Early August, hot and humid, sweat popping, tiny black thunderflies settling on arms, face and hair, black clouds building up in the distance – harvest must have started.
Indeed it has, thunderstorms permitting, and first reports for winter barley are better than my initial pessimistic forecast. Growers say that grain has filled out surprisingly well in the past few weeks with quality better than last year. But in these early stages all are cautious.
There can be many a slip between loads coming off the combine and final returns from the end buyer, or until a farm-dried crop is weighed and fed in animal rations over the winter.
The first reaction to winter barley producing reasonable crops has been a drop in price. Wheat prices have also fallen, partly because of better prospects for the British harvest, mainly because harvests in other parts of the world, especially Russia, are yielding well above last year.
It’s of academic interest to most of us, but in the past decade the average price of farmland in Britain has more than doubled to £6,000 per acre. Those amazingly far-sighted people “Experts say ...” as quoted in the business sections of several newspapers claim that best-quality land could be making more than £20,000 per acre by 2020. In Scotland, land agents Savills say that prime arable land averaged £7,449 in the first half of this year, grade three livestock land averaged £2,733.
So buy now while stocks last? Possibly, but experts also advise that if buying a farm is beyond your means then invest in specialist funds that are helping clients tap in to good returns across “the food and farming spectrum”. That’s because world population, as we have been told frequently, is expected to reach nine billion in the next 40 years. More food of every kind will be needed, while demand for quality food and more meat and dairy products will come from developing and developed countries as incomes rise.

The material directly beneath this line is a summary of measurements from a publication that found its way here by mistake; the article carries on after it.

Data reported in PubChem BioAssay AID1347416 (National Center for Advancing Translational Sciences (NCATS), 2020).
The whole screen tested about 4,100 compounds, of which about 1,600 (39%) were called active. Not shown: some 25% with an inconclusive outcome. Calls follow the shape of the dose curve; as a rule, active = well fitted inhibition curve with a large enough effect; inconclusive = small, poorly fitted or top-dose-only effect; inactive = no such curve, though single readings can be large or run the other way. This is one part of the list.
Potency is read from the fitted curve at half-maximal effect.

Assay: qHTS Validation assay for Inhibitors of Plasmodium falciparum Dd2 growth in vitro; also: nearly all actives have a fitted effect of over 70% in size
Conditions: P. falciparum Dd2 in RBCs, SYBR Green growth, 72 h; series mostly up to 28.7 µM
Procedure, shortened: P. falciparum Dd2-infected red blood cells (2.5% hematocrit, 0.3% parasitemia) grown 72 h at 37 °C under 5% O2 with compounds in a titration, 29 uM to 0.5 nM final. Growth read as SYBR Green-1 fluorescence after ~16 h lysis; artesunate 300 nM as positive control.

The part that genetically modified (GM) crops and food could play in feeding two billion more mouths by 2050 continues to be argued.
Well over 100million hectares of GM crops are now grown throughout the world, but the EU in general and Britain in particular persists with a ban. Most experimental results have indicated benefits from GM crops, with those for rice with added vitamin A as a means of producing radical improvement in child diets in Asia particularly convincing. GM crops with disease and pest resistance have proved their worth. No single instance of GM food causing illness in animals or humans has been found.
But, we’re told, British consumers refuse to accept GM food so supermarkets won’t accept it so European farmers can’t grow it.
The British government is trying to change that and is keen to see GM science develop in the UK. The devolved Scottish government, however, remains doggedly against GM.
Given that the average Scottish diet that encourages obesity, heart disease and various associated illnesses is still one of the worst in the developed world, it’s hard to see what their objection to GM can be.